History Subject Leader
Mr Prescott is our History subject leader. Mrs Fairclough is our link governor for History.
The national curriculum states that a high-quality history education will help pupils gain a coherent knowledge and understanding of Britain’s past and that of the wider world. It should inspire pupils’ curiosity to know more about the past. Teaching should equip pupils to ask perceptive questions, think critically, weigh evidence, sift arguments, and develop perspective and judgement. History helps pupils to understand the complexity of people’s lives, the process of change, the diversity of societies and relationships between different groups, as well as their own identity and the challenges of their time.
know and understand the history of these islands as a coherent, chronological narrative, from the earliest times to the present day: how people’s lives have shaped this nation and how Britain has influenced and been influenced by the wider world
know and understand significant aspects of the history of the wider world: the nature of ancient civilisations; the expansion and dissolution of empires; characteristic features of past non-European societies; achievements and follies of mankind
gain and deploy a historically grounded understanding of abstract terms such as ‘empire’, ‘civilisation’, ‘parliament’ and ‘peasantry’
understand historical concepts such as continuity and change, cause and consequence, similarity, difference and significance, and use them to make connections, draw contrasts, analyse trends, frame historically-valid questions and create their own structured accounts, including written narratives and analyses
understand the methods of historical enquiry, including how evidence is used rigorously to make historical claims, and discern how and why contrasting arguments and interpretations of the past have been constructed
gain historical perspective by placing their growing knowledge into different contexts, understanding the connections between local, regional, national and international history; between cultural, economic, military, political, religious and social history; and between short- and long-term timescales
By the end of a child’s journey through their historical study at St Barnabas, they should be equipped with an inherent inquisitiveness about the past and how it has shaped the world we live in today. The children should know and understand high end historical vocabulary (such as primary and secondary sources and chronology) as well as key facts and skills that enable them to ask questions about the past to help them clearly understand what happened and how it impacted on the world at that time. Ultimately, allowing the children to ask questions about the past and learn from it in order to not repeat the mistakes of it.
At St Barnabas, we have developed our history curriculum by using a triangulation approach to curriculum development and design.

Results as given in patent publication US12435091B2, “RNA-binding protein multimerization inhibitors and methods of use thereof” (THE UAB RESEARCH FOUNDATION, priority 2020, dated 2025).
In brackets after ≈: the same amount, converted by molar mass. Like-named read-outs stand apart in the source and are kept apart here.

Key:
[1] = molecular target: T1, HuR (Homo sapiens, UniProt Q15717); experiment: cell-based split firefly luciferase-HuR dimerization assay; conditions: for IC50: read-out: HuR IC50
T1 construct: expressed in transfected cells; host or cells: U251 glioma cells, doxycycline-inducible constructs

This is done by: identifying key vocabulary that the children must know to access their topics; developing inquisitive and insightful questions that engage learner’s natural questioning around topics and key fact and knowledge that the children will acquire as they go through their geographical journey within their topics.
We have identified key skills for each individual historical topic across all year groups. This has enabled teachers to really focus on how the children are going to obtain these skills within their topics.
Starting sessions with key questions enables the children to be engaged in their understanding of what they are being taught but also enables easier assessment of how the concepts have been taught and the understanding obtained in each session.
Identifying key vocabulary prior to teaching each topic allows for an easier transition of understanding acquired by the children. It also breaks down misconceptions about words and enables cross curricular opportunities for upskilling vocabulary across writing topics.
We have developed a scheme of work for each topic that enables staff to understand what they need to cover for knowledge, vocabulary and skills taught in their year groups.
The impact of what we have done has been positive for children, teachers and subject leadership.
Teachers understand clearly what they have to teach but also why they have to teach it. This allows for teachers who find history a difficult subject; to feel empowered and confident about their delivery. It also gives signposts for all in terms of resources available in school and out of school. This saves teacher time in terms of planning and preparation and impacts massively on their work life balance. Ultimately, allowing teachers to be more confident of their delivery of history.
Teachers know explicitly what needs to be taught in their topics and this also allows for teachers to be creative in how they would like to teach their topic but also allows for teachers new to the subject to feel safe about what they are delivering meets the standards required and helps them develop their own knowledge and understanding of their skills and vocabulary.
For the children, the first major impact we have seen is that they enjoy their history lessons. Through pupil conferencing, pupils can explain their key vocabulary being taught and can explain geographical concepts taught by using the knowledge and skills obtained through a historical topic.